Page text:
No matter how many different ways us groovy environmentalists can verbalize that the needs of the natural world are more important than the needs of the economic system, there will be people that just won’t get it. Derrick agreed and quoted something he read years ago, “it takes 10 years to change somebody’s mind.” So that’s why Derrick doesn’t spend any significant amount of time arguing with people. The best thing he can do is for those people who “get it” is to try and push them a little further, and for those that don’t agree, he will just “plant seeds and walk away.” I asked him to explain the process in which his mind changed. He explained it by way of his voting record. “When I was nineteen I voted for Reagan.”
“What?” I said
“I was 19. He said he would balance the budget and the news told me that was a good thing. Then, of course, he didn’t do that and nobody was talking about it anymore. The next time around, I voted for a democrat. By the time I was in my late twenties, I realized the whole thing was a fuckin’ sham and I voted for Emma Goldman.”
The idea of “pushing people a little further” brings us to one of the central, and seemingly controversial, ideas in Endgame. “A lot of times in argumentation, as I’m sure you’ve noticed, or in any conversation about this, most of it doesn’t have anything to do with rational discourse, or reasonable discourse, I should say…. I’ve got a lot of crap from lifestyle activists and dogmatic pacifists about Endgame and a lot of the stuff they throw out is entirely projection and has nothing to do with the arguments themselves, because they have a really strong visceral response to it and they need to push that away because it scares them too much. And so, one of the things I’ve thought about doing—and this is a joke, I’m not actually going to do this—is put out a version called ‘Endgame For Pacifists’.”
I laughed as he continued. “it would be a thousand blank pages with one page in the middle that says, ‘sometimes it’s okay to fight back,’ because that’s the only line their reading anyway.” And we all do this to a certain extent. As Derrick details in A Language Older Than Words, he grew up with an abusive father who drank a lot. He explained that if he were to go out with a woman and she started to drink, that’s the only thing he would be able to concentrate on because, through his experience of the world, he has developed a strong emotional response to alcohol. So, “I’m not specifically blaming pacifists for their response. The difference is I’m self aware enough at this point that I wouldn’t then lash out at that person. I would recognize that this is my issue and I need to either extricate myself from that situation or deal with it in terms of claiming that issue.”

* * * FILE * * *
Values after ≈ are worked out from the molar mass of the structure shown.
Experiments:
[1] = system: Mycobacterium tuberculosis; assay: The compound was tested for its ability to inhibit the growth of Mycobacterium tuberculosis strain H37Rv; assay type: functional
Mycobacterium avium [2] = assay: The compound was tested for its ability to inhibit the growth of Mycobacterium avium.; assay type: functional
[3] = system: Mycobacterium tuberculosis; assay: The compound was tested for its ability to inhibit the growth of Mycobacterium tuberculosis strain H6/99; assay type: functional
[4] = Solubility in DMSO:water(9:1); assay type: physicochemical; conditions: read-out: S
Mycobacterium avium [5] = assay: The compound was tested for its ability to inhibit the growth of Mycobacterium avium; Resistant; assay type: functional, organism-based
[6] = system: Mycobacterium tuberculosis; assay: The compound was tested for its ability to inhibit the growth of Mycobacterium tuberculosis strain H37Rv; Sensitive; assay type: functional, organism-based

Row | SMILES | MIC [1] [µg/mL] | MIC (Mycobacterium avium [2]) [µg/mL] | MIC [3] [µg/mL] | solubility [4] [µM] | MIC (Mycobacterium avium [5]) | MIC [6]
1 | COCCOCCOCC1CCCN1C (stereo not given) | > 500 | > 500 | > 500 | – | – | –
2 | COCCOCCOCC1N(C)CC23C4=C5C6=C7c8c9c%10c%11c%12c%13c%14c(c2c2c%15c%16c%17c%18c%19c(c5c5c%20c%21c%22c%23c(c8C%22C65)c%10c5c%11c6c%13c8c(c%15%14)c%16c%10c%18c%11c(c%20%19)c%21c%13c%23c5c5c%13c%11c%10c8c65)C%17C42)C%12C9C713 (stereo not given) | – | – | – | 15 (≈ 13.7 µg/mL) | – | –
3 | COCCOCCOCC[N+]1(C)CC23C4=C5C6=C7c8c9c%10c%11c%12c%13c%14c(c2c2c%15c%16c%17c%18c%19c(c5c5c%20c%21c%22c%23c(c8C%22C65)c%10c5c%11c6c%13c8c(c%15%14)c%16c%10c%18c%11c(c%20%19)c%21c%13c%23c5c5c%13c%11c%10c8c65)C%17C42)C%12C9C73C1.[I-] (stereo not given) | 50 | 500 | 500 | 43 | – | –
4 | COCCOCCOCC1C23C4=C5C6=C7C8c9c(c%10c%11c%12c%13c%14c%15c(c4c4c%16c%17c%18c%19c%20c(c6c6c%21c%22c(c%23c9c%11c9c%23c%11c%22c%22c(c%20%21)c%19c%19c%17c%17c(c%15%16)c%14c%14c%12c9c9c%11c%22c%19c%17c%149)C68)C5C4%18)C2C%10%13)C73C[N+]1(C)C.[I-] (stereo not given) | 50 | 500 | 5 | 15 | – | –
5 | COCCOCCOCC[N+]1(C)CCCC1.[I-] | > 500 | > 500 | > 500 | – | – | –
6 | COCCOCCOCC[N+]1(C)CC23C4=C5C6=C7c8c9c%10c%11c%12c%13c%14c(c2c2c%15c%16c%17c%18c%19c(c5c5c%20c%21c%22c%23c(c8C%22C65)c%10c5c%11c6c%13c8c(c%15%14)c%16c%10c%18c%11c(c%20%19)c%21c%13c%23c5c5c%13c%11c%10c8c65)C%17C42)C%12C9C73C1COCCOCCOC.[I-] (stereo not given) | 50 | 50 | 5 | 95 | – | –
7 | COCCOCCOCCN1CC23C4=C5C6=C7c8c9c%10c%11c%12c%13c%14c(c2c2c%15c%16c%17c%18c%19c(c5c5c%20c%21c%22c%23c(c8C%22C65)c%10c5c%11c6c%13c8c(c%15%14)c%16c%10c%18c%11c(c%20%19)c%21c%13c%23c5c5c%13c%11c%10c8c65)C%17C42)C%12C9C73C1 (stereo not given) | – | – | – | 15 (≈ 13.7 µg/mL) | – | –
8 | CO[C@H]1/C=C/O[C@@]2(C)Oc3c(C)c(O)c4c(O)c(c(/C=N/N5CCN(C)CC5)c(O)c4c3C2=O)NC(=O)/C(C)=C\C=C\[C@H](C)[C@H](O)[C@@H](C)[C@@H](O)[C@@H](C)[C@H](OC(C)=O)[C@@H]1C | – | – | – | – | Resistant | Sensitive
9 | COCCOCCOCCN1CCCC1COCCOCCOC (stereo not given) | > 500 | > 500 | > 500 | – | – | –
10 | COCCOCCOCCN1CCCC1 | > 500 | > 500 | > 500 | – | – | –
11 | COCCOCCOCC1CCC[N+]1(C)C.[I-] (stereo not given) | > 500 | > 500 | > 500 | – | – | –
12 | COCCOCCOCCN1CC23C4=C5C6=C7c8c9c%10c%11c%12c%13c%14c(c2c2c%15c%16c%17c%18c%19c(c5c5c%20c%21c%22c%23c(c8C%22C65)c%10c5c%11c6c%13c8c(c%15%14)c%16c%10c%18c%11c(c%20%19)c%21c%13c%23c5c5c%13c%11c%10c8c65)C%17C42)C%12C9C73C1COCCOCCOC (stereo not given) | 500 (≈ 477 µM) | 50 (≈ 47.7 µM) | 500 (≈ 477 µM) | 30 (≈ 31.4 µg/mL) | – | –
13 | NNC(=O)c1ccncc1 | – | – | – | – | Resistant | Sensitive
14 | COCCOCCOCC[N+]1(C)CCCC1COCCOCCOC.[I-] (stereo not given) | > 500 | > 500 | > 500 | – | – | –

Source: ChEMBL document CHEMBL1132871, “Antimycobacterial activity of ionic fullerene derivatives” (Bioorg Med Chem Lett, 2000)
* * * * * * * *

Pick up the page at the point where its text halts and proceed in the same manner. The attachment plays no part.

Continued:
“My point about bringing all that up is that one of the problems with everything we face today is that the problems aren’t specifically rationale and therefore, not always amenable to rationale solutions.” This gets back to the insanity of our culture. How much rational sense does it make that every single stream in America is contaminated with carcinogens? At the most fundamental level, how much sense does rape make? “A lot of what we’re dealing with just doesn’t make any sense.”
To further explain the insanity of our culture, Derrick went on to explain that many years ago, he developed a habit of asking people whether or not they like their jobs. He said about 90% of the people he asked said no. “That was just insane to me. I mean, why would you have this system that’s set up that is killing everything and it’s not even making people happy? It’s just crazy. I mean, the phrase, ‘thank God it’s Friday,” how insane is that? That you’re thankful another week has gone by.
Whether one is listening to a talk on these issues or reading a book about these topics, the question that invariably bubbles to the surface is: what can we do about all this? One of my favorite parts of Derrick’s talk comes at the end when he responds, “Do what you love.” There is something so simple and so beautiful about that idea that I had to ask him about it.
“That’s one of the good things about everything being so messed up;” Derrick went on, “no matter where we look, there is great work to be done….though it’s pretty crude language, I think it’s a pretty good way to look at life, that is to ask, what is it that I get off on? It would be really arrogant for me to tell people what they should do, not only because I don’t know them, but I also don’t know their landbase. So when people ask me what to do, I always say ‘don’t ask me, you should go to the nearest river and ask that river because I don’t know how to live sustainable, but the river does, and the river will tell you if just listen to it. Then put that together with what you already love to do.’”
A free lecture by Derrick Jensen
April 10th, 7:30 p.m.
Dubois Ballroom, NAU Campus